While it is too early to be making conclusive assessments about the commercial property sector as a result of the game-changing Covid-19 pandemic, we’ve settled the argument about the need for physical office space.
Ultimately, the trends that evolve over the coming years will be all about our people – He tangata, He tangata, He tangata – and society’s ongoing need for physical interaction.
Work is more than just meetings and production. It’s the inspiration, the spark, the No.8 wire, the grey area that exists in-between.
Occupiers are looking for the workplace to create this social fabric. The workplace is the glue. Covid-19 has simply been a catalyst to take us “back to the future”. Many of the innovations we will see shouldn’t come as a surprise.
It is the future we have been talking about over the past five years, but haven’t seen widely implemented because businesses have been too busy in growth mode – and vacancy rates have been at a record low.
But the time for change and a shift in the narrative has come. Pre-Covid-19, many businesses faced resistance from within the workplace when trying to implement technology changes.
Teams were reluctant to adopt these technologies and yet, now we’re all experts on Microsoft Teams (launched 2017), Slack (2013), Google Hangouts (2013) and Skype (2003).
Health impacts, social disruption and catastrophic fall-out aside, this unprecedented viral catalyst has unwittingly provided the generational shift that the office market has been needing.
The flight to quality, the difference between A and B grade office stock, the difference between good and great – now becomes a significant gap and our sudden new reality.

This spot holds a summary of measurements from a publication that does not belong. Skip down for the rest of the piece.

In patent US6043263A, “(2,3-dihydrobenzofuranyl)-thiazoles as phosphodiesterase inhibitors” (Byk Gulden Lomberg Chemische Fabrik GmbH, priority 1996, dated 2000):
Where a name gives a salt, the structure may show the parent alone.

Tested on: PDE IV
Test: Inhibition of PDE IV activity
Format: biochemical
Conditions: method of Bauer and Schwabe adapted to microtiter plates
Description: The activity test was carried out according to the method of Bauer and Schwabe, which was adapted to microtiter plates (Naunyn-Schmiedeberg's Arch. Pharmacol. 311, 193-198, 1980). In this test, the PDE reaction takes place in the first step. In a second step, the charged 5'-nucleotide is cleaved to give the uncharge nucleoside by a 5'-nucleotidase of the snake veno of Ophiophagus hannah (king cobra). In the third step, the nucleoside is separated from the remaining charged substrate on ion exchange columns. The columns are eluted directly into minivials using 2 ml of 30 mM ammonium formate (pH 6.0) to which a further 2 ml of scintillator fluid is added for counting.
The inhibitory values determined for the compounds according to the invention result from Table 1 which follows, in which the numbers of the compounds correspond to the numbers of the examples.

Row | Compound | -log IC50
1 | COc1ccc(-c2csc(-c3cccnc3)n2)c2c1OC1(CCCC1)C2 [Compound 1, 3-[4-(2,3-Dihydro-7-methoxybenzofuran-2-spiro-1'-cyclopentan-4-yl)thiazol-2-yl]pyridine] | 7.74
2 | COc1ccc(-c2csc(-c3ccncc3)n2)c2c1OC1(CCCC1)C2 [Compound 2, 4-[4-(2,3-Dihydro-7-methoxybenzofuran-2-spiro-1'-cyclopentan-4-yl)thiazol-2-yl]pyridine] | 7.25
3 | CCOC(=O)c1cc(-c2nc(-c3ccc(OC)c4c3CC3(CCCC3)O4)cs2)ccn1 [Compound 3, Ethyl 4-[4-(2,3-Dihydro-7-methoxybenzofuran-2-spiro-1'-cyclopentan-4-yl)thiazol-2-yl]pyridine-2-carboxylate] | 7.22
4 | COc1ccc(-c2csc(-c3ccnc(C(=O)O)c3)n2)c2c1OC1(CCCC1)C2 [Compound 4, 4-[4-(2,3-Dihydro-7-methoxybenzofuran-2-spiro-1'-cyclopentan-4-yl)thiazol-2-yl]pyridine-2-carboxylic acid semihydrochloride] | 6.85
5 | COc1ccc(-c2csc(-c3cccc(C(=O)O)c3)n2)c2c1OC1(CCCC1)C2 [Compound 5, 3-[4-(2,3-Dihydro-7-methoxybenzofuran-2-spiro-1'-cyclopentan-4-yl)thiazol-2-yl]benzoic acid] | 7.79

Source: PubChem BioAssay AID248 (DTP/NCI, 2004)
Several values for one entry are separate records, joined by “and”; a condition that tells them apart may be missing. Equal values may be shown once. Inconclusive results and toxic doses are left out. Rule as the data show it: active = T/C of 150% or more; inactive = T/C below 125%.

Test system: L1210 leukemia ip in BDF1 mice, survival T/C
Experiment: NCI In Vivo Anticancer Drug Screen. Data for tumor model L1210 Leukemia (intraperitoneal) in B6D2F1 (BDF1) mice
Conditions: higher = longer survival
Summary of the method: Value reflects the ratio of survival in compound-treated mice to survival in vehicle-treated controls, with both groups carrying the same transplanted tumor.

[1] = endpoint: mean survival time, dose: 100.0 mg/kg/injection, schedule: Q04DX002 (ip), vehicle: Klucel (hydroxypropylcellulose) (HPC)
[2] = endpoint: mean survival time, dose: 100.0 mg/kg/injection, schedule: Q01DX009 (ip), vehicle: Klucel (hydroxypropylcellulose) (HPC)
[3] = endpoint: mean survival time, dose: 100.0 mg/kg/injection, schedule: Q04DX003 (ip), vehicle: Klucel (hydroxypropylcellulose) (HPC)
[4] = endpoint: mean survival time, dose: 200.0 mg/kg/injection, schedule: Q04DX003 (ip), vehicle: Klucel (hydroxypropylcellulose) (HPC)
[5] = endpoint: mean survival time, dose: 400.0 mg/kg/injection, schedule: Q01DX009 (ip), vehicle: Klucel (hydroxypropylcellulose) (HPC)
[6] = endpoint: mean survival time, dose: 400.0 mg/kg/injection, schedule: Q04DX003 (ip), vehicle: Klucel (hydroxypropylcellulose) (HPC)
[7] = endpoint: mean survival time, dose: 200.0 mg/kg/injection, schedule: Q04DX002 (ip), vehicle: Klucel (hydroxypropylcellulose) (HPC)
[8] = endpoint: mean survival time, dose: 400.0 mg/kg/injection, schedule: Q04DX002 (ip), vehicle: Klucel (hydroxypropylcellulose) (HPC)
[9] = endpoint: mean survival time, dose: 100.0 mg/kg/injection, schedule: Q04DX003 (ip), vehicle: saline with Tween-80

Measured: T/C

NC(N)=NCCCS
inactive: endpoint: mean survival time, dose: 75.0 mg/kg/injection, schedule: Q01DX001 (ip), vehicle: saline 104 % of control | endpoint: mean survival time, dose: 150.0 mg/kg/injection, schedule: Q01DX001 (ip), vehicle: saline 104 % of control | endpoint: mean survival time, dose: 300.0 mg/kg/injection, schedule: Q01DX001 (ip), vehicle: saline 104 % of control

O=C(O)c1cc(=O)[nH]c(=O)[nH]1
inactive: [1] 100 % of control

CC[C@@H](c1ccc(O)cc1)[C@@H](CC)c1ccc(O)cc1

What does this mean for commercial property?
The fall and rise of coworking
There has been a lot of commentary about this sector – with many polarising views about its success.
The naysayers will tell you this is the end of the road for the coworking model, and for a time they may be right.
We are likely to see some short-term pain as casual/monthly members drop this expense almost immediately.
However, the global coworking players have been evolving their offerings into more long-term (two to three years) opportunity for enterprise solutions.
Effectively putting them into direct competition with many major landlords for larger tenancies.
The coworking solution comes fully fitted out, with flexible lease terms and activation space – many of the trends that major landlords are going to be dealing with over the coming years.
A final thought for fun
What are we going to be wearing when we get back to work? Will we continue the casual attire we have become accustomed to at home and will this be the end of the necktie? Or will we embrace traditions of our previous generation and take more pride in our attire and bring back the three-piece suit?